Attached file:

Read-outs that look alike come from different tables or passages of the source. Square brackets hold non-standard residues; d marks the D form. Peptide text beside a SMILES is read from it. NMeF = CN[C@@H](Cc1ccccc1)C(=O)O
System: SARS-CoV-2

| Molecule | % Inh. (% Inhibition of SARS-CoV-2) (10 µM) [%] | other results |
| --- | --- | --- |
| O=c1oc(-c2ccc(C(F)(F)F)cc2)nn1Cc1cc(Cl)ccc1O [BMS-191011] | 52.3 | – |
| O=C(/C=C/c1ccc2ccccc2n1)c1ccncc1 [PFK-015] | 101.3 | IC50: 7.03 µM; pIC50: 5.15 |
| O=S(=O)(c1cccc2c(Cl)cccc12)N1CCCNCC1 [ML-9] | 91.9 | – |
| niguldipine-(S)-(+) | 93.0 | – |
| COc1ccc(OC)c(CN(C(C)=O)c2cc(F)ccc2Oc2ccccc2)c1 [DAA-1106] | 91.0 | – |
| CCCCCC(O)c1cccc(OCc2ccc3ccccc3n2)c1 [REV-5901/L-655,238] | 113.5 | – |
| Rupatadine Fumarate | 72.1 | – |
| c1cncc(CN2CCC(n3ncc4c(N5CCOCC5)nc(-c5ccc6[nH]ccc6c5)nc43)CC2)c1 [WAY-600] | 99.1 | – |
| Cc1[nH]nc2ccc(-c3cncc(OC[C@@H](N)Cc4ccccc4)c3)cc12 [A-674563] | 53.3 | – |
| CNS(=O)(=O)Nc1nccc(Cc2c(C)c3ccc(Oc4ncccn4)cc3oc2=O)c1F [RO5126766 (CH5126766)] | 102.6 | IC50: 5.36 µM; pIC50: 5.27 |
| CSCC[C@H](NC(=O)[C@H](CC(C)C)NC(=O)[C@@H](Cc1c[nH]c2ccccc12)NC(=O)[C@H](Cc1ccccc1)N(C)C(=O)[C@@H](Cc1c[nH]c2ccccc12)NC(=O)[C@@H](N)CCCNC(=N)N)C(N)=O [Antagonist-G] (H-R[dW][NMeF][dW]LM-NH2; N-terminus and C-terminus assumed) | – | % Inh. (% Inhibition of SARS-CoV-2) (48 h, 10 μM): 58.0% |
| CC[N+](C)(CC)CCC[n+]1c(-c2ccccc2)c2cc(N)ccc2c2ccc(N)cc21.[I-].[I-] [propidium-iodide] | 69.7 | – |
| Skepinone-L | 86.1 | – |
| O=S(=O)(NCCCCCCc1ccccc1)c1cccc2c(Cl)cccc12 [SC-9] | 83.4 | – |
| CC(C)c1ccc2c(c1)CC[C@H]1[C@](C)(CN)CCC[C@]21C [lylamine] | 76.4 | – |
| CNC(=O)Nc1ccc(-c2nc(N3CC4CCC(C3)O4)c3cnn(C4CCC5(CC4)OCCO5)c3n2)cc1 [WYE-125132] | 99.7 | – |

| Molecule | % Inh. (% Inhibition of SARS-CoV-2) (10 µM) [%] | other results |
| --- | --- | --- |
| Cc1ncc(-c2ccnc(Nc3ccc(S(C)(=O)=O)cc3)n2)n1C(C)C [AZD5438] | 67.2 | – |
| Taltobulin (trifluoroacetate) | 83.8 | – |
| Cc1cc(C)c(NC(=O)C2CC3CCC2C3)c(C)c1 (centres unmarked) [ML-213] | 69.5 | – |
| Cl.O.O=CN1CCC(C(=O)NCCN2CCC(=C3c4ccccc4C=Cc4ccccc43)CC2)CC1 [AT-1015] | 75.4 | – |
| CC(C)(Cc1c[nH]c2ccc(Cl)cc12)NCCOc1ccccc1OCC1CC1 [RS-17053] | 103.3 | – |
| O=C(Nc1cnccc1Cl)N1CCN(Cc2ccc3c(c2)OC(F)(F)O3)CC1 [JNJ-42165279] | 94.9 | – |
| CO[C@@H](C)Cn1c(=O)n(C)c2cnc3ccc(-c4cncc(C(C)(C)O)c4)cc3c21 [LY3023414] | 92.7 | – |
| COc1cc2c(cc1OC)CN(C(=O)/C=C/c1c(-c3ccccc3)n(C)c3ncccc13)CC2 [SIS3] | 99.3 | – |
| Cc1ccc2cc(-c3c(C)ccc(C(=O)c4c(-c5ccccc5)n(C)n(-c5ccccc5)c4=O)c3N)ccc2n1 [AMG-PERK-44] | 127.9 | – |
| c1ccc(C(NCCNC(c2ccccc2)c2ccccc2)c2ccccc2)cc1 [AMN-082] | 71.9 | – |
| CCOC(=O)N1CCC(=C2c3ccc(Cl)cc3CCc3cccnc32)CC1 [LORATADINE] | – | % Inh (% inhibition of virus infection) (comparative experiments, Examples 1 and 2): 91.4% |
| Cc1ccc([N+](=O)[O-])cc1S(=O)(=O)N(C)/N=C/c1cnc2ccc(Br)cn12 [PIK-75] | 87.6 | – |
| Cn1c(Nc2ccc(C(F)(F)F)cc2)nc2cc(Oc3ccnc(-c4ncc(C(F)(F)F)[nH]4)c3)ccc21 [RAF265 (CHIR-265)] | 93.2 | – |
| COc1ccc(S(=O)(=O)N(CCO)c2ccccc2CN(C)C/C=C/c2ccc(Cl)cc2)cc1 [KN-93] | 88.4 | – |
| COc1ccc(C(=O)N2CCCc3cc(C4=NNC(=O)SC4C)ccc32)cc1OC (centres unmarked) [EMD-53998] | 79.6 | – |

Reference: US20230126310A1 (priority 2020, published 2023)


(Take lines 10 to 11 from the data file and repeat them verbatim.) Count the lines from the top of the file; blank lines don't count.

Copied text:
| CCCCCC(O)c1cccc(OCc2ccc3ccccc3n2)c1 [REV-5901/L-655,238] | 113.5 | – |
| Rupatadine Fumarate | 72.1 | – |